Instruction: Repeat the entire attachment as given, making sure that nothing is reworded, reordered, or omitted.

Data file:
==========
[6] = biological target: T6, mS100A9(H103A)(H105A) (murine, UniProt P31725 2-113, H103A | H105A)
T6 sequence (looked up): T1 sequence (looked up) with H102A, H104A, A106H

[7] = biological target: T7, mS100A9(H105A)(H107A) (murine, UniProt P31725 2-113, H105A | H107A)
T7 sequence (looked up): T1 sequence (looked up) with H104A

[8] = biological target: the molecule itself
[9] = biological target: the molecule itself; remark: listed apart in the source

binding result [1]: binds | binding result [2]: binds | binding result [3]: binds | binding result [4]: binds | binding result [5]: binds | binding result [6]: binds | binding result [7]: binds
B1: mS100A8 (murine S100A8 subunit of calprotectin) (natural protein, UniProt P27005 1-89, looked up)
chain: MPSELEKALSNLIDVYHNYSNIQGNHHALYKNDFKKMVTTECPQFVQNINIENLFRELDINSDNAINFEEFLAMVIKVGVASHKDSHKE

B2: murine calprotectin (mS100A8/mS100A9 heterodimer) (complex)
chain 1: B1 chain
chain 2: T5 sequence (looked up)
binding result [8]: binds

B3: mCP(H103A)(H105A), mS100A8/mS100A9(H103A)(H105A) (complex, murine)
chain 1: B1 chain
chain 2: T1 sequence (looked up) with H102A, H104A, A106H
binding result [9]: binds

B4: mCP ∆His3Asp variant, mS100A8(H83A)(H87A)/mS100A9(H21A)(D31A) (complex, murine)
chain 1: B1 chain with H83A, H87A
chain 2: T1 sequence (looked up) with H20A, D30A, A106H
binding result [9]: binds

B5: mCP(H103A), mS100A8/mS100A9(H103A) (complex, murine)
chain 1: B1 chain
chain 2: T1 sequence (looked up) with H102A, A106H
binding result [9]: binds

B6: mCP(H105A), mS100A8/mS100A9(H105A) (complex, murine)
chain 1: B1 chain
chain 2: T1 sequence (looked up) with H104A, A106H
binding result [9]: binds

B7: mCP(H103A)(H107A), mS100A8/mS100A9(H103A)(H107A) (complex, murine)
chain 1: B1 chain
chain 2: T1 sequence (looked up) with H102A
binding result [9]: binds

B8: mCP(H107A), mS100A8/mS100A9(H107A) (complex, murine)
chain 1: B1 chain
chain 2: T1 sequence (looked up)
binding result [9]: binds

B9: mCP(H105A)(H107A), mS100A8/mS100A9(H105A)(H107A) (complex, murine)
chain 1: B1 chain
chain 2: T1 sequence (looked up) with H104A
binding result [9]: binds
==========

[6] = biological target: T6, mS100A9(H103A)(H105A) (murine, UniProt P31725 2-113, H103A | H105A)
T6 sequence (looked up): T1 sequence (looked up) with H102A, H104A, A106H

[7] = biological target: T7, mS100A9(H105A)(H107A) (murine, UniProt P31725 2-113, H105A | H107A)
T7 sequence (looked up): T1 sequence (looked up) with H104A

[8] = biological target: the molecule itself
[9] = biological target: the molecule itself; remark: listed apart in the source

binding result [1]: binds | binding result [2]: binds | binding result [3]: binds | binding result [4]: binds | binding result [5]: binds | binding result [6]: binds | binding result [7]: binds
B1: mS100A8 (murine S100A8 subunit of calprotectin) (natural protein, UniProt P27005 1-89, looked up)
chain: MPSELEKALSNLIDVYHNYSNIQGNHHALYKNDFKKMVTTECPQFVQNINIENLFRELDINSDNAINFEEFLAMVIKVGVASHKDSHKE

B2: murine calprotectin (mS100A8/mS100A9 heterodimer) (complex)
chain 1: B1 chain
chain 2: T5 sequence (looked up)
binding result [8]: binds

B3: mCP(H103A)(H105A), mS100A8/mS100A9(H103A)(H105A) (complex, murine)
chain 1: B1 chain
chain 2: T1 sequence (looked up) with H102A, H104A, A106H
binding result [9]: binds

B4: mCP ∆His3Asp variant, mS100A8(H83A)(H87A)/mS100A9(H21A)(D31A) (complex, murine)
chain 1: B1 chain with H83A, H87A
chain 2: T1 sequence (looked up) with H20A, D30A, A106H
binding result [9]: binds

B5: mCP(H103A), mS100A8/mS100A9(H103A) (complex, murine)
chain 1: B1 chain
chain 2: T1 sequence (looked up) with H102A, A106H
binding result [9]: binds

B6: mCP(H105A), mS100A8/mS100A9(H105A) (complex, murine)
chain 1: B1 chain
chain 2: T1 sequence (looked up) with H104A, A106H
binding result [9]: binds

B7: mCP(H103A)(H107A), mS100A8/mS100A9(H103A)(H107A) (complex, murine)
chain 1: B1 chain
chain 2: T1 sequence (looked up) with H102A
binding result [9]: binds

B8: mCP(H107A), mS100A8/mS100A9(H107A) (complex, murine)
chain 1: B1 chain
chain 2: T1 sequence (looked up)
binding result [9]: binds

B9: mCP(H105A)(H107A), mS100A8/mS100A9(H105A)(H107A) (complex, murine)
chain 1: B1 chain
chain 2: T1 sequence (looked up) with H104A
binding result [9]: binds